The Times’s investigation into Wal-Mart’s corrupt business practices in Mexico is front-page news today, and is something we should all take the time to read:
Through confidential Wal-Mart documents, The Times identified 19 store sites across Mexico that were the target of Wal-Mart de Mexico’s bribes. The Times then matched information about specific bribes against permit records for each site. Clear patterns emerged. Over and over, for example, the dates of bribe payments coincided with dates when critical permits were issued. Again and again, the strictly forbidden became miraculously attainable.
Thanks to eight bribe payments totaling $341,000, for example, Wal-Mart built a Sam’s Club in one of Mexico City’s most densely populated neighborhoods, near the Basílica de Guadalupe, without a construction license, or an environmental permit, or an urban impact assessment, or even a traffic permit. Thanks to nine bribe payments totaling $765,000, Wal-Mart built a vast refrigerated distribution center in an environmentally fragile flood basin north of Mexico City, in an area where electricity was so scarce that many smaller developers were turned away.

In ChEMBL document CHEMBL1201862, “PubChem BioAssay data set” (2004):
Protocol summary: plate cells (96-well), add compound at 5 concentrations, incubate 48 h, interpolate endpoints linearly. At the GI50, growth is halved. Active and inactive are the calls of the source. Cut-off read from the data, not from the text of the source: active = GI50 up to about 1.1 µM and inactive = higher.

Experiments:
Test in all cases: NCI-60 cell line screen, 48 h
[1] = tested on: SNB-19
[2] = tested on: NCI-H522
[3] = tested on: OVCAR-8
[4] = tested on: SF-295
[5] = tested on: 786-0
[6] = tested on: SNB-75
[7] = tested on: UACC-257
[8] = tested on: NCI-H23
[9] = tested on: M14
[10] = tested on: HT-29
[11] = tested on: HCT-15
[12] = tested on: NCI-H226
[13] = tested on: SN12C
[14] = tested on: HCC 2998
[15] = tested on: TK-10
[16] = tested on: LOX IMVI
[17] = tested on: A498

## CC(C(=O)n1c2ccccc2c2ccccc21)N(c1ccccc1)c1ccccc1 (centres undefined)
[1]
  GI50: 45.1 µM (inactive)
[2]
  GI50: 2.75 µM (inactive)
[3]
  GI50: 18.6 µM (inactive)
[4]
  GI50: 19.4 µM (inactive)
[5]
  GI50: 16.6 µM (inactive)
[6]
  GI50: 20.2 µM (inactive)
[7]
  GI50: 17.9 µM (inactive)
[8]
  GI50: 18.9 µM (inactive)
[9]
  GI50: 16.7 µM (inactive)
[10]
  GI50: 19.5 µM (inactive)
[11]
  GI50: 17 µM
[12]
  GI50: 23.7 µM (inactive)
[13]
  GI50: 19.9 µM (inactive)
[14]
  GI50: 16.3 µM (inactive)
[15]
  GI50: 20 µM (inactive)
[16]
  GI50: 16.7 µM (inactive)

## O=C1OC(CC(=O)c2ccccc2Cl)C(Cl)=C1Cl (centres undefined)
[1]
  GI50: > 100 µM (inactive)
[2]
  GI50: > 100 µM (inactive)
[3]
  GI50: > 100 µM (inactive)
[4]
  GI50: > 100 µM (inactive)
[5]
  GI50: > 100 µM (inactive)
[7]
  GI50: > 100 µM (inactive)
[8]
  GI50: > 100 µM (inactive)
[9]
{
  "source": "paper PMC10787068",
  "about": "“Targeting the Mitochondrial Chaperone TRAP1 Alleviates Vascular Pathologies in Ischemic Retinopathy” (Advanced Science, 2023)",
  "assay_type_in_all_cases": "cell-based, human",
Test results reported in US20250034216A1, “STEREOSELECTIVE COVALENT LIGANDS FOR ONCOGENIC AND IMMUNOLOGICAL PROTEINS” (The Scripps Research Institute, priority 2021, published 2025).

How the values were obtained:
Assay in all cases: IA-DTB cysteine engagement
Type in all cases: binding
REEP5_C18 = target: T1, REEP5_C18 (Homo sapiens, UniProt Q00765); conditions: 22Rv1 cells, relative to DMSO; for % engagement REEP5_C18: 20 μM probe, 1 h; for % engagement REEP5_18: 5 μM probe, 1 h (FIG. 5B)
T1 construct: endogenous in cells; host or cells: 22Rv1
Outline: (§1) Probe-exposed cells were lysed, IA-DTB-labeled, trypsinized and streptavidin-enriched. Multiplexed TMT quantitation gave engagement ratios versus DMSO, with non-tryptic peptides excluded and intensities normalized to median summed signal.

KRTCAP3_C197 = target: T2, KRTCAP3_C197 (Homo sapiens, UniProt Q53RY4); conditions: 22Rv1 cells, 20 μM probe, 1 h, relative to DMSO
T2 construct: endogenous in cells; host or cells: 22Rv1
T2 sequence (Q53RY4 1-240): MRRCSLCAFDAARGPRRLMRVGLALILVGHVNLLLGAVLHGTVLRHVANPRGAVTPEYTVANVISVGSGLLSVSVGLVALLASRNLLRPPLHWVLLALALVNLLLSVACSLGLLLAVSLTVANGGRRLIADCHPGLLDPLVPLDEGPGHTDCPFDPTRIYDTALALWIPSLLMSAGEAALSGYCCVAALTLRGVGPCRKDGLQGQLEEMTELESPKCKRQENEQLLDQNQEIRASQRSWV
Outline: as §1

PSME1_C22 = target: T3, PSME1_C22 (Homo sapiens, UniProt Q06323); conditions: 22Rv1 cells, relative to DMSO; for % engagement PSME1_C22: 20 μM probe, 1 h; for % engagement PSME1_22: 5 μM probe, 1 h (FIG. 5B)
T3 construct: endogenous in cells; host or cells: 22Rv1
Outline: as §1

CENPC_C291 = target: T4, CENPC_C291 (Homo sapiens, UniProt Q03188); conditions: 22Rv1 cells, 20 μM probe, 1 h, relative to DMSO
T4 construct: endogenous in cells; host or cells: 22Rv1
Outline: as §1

Wal-Mart appears stunned at the widespread international corruption of its stores, and has spent more than $100 million on investigative costs this year to examine its 27 foreign markets (while the Justice Department and Securities and Exchange Commission conducts their own investigations). Accounts of bribery were also found in China, India, and Brazil. It’s a Pulitzer-worthy piece.